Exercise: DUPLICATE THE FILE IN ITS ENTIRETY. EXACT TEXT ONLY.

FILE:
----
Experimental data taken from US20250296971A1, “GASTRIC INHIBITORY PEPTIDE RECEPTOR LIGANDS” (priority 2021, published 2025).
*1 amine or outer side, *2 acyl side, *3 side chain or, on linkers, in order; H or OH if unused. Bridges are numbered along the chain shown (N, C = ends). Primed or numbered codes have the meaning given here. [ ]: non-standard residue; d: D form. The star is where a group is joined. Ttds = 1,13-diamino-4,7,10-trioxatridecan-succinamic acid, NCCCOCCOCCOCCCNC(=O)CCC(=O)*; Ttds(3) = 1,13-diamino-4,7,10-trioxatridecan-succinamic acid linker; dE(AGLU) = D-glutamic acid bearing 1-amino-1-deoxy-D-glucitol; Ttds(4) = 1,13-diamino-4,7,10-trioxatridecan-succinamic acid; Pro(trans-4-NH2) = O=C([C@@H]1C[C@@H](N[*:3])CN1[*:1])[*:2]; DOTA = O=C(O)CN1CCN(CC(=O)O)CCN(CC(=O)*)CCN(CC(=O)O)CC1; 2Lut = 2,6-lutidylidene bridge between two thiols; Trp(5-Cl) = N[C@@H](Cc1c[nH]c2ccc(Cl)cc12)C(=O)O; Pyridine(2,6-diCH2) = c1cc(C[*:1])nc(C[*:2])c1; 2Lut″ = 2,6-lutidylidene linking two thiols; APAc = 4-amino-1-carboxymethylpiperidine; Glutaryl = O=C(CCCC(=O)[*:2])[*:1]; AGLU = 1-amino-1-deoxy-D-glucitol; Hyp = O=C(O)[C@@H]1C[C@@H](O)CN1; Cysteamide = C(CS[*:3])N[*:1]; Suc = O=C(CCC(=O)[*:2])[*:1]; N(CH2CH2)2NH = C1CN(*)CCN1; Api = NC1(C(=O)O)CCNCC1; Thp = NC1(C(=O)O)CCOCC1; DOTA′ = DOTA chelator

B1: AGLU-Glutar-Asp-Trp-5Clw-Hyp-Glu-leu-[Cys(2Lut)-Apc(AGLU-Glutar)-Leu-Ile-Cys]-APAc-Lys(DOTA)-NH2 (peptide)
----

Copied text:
Experimental data taken from US20250296971A1, “GASTRIC INHIBITORY PEPTIDE RECEPTOR LIGANDS” (priority 2021, published 2025).
*1 amine or outer side, *2 acyl side, *3 side chain or, on linkers, in order; H or OH if unused. Bridges are numbered along the chain shown (N, C = ends). Primed or numbered codes have the meaning given here. [ ]: non-standard residue; d: D form. The star is where a group is joined. Ttds = 1,13-diamino-4,7,10-trioxatridecan-succinamic acid, NCCCOCCOCCOCCCNC(=O)CCC(=O)*; Ttds(3) = 1,13-diamino-4,7,10-trioxatridecan-succinamic acid linker; dE(AGLU) = D-glutamic acid bearing 1-amino-1-deoxy-D-glucitol; Ttds(4) = 1,13-diamino-4,7,10-trioxatridecan-succinamic acid; Pro(trans-4-NH2) = O=C([C@@H]1C[C@@H](N[*:3])CN1[*:1])[*:2]; DOTA = O=C(O)CN1CCN(CC(=O)O)CCN(CC(=O)*)CCN(CC(=O)O)CC1; 2Lut = 2,6-lutidylidene bridge between two thiols; Trp(5-Cl) = N[C@@H](Cc1c[nH]c2ccc(Cl)cc12)C(=O)O; Pyridine(2,6-diCH2) = c1cc(C[*:1])nc(C[*:2])c1; 2Lut″ = 2,6-lutidylidene linking two thiols; APAc = 4-amino-1-carboxymethylpiperidine; Glutaryl = O=C(CCCC(=O)[*:2])[*:1]; AGLU = 1-amino-1-deoxy-D-glucitol; Hyp = O=C(O)[C@@H]1C[C@@H](O)CN1; Cysteamide = C(CS[*:3])N[*:1]; Suc = O=C(CCC(=O)[*:2])[*:1]; N(CH2CH2)2NH = C1CN(*)CCN1; Api = NC1(C(=O)O)CCNCC1; Thp = NC1(C(=O)O)CCOCC1; DOTA′ = DOTA chelator

B1: AGLU-Glutar-Asp-Trp-5Clw-Hyp-Glu-leu-[Cys(2Lut)-Apc(AGLU-Glutar)-Leu-Ile-Cys]-APAc-Lys(DOTA)-NH2 (peptide)